Jozy Altidore is on top of the soccer world.
The 28-year-old striker for Toronto FC helped make his team the greatest Major League Soccer team in the league’s 22-year-history based on regular season points, and led Toronto to a 2-0 win over the Seattle Sounders in the MLS Cup championship last weekend. Altidore was named the MLS Cup MVP.
In a visit this week to Yahoo Finance, he brought the cup along with him, and talked about the significance of the victory for the city of Toronto, and how social media has transformed life in the locker room.
What an MLS title means for Toronto
“It’s huge,” he says. “The city of Toronto has suffered a lot, it’s been a while since we won a championship at any level. It’s been a tough start for them as a [MLS] franchise, and to be there where it all turns around is an amazing feeling.”
Indeed, Toronto’s MLS team debuted in 2007 and had never won it all, until now. The Blue Jays have not won the World Series since 1993, the Maple Leafs have not won the Stanley Cup since 1967, and the Raptors have never won an NBA championship or conference title.
Altidore says soccer is particularly well suited to Toronto, “because it’s such a melting pot where you get fans from all around the world. And that’s what makes soccer great. It has something that I think is different than the other sports in Toronto, and it’s only just reaching the beginning.”
In addition to the Toronto squad setting a new record for total season points, Major League Soccer on the whole had a huge year: multiple teams set new in-person attendance records; the league invested in sports merchandiser Fanatics and redesigned its deal with Fanatics to bring more products to fans; and MLS is rapidly expanding, with a new team coming to LA in 2018, and the Columbus, Ohio team mulling a move to Austin, Texas.
For American soccer fans, all of that MLS progress could help distract from the pain of the US Men’s National Team missing out on the 2018 World Cup. Altidore, who is on the US national team, acknowledges it was a major disappointment, but says, “I think it’s rare that you get times to look back and reflect on things, and while we would like to have done it on different circumstances, I think this can be something that US Soccer uses as an opportunity to really analyze things and look at ways to improve.”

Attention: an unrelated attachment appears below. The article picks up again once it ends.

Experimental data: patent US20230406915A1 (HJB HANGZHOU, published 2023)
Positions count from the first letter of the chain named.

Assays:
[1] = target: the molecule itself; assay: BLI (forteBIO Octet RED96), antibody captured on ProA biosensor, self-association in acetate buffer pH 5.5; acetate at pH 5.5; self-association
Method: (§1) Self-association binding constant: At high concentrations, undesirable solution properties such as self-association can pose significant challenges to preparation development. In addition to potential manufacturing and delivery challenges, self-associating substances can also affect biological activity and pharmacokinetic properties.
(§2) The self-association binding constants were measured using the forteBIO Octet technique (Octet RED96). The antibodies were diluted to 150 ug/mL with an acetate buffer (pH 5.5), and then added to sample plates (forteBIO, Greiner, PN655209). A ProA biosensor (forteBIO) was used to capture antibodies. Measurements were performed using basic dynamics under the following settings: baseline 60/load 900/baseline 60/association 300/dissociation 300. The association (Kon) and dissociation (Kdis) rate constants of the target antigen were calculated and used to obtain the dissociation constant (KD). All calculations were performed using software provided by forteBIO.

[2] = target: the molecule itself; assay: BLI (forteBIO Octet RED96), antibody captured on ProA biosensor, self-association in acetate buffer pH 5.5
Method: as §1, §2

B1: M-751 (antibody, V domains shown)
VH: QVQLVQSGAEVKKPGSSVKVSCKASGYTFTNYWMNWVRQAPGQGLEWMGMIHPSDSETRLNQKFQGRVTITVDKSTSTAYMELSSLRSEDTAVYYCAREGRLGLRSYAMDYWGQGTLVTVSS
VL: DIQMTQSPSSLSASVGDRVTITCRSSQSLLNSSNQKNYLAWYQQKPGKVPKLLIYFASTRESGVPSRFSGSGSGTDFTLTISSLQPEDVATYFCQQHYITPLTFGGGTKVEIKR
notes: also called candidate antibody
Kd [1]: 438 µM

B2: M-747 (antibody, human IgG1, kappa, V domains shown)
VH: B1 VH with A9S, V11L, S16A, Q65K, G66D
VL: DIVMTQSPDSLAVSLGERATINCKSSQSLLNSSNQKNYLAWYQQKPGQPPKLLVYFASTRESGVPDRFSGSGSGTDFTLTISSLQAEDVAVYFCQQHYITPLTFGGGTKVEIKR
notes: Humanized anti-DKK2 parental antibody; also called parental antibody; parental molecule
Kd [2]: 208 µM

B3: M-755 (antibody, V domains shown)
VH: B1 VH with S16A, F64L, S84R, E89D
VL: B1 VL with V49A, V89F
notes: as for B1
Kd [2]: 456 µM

Social media in the locker room
Altidore, like many pro athletes these days, has a huge social media presence: 980,000 Twitter followers and 200,000 Instagram followers. He had his phone close at hand as he sat in the Yahoo green room before his interview, and posted to Instagram. So we asked him about something interesting that NFL star wide receiver Larry Fitzgerald said in an interview on “The NFL Today” on CBS last week: that social media has changed the experience of being in a locker room with your teammates.
“When I came into the locker room in 2004, social media and cellphones and things, guys had them, but when you were in the locker room, you actually talked to your locker-mate, you talked to him about his kids, and you got to know the guys,” Fitzgerald told former NFL coach Bill Cowher. “Now the locker room is a pretty quiet place, because everybody is on Snapchat and Instagram and Twitter, doing their own things.”
We asked Altidore about whether he’s observed the same phenomenon in MLS.
“It actually makes me feel old, because I remember the times when I would walk into the locker room and it’s like, ‘Hey, good morning,’ and guys were having coffee, doing crosswords… Crossword puzzles are a big thing in the MLS community. Anyway, you’d walk into the room, and guys were doing different things, the room was lively,” he says. “Nowadays, you walk in and you look at everybody, and everybody’s like this [looking down at their phone]. So you definitely have that every now and again, still, because it’s part of a player’s brand and they want to show the fans what they’re doing, so I get that part of it. But yeah, you don’t want to lose that brotherhood.”
Altidore, who left Adidas for a new sponsorship deal with Puma this year, also discussed his effort to plan for life after soccer. “As I’ve grown older, you think about these things more and more,” he says. “Over the past few years I’ve definitely taken more of a closer look at how I want my life after soccer to look, financially… The great thing about it is if you just do a little bit of research and take the time, there’s so much you can find out to help yourself. I think athletes have a big advantage in that regard: you get to meet so many people throughout your career that if you keep in touch with those people, they can help you find a way and find a niche for after.”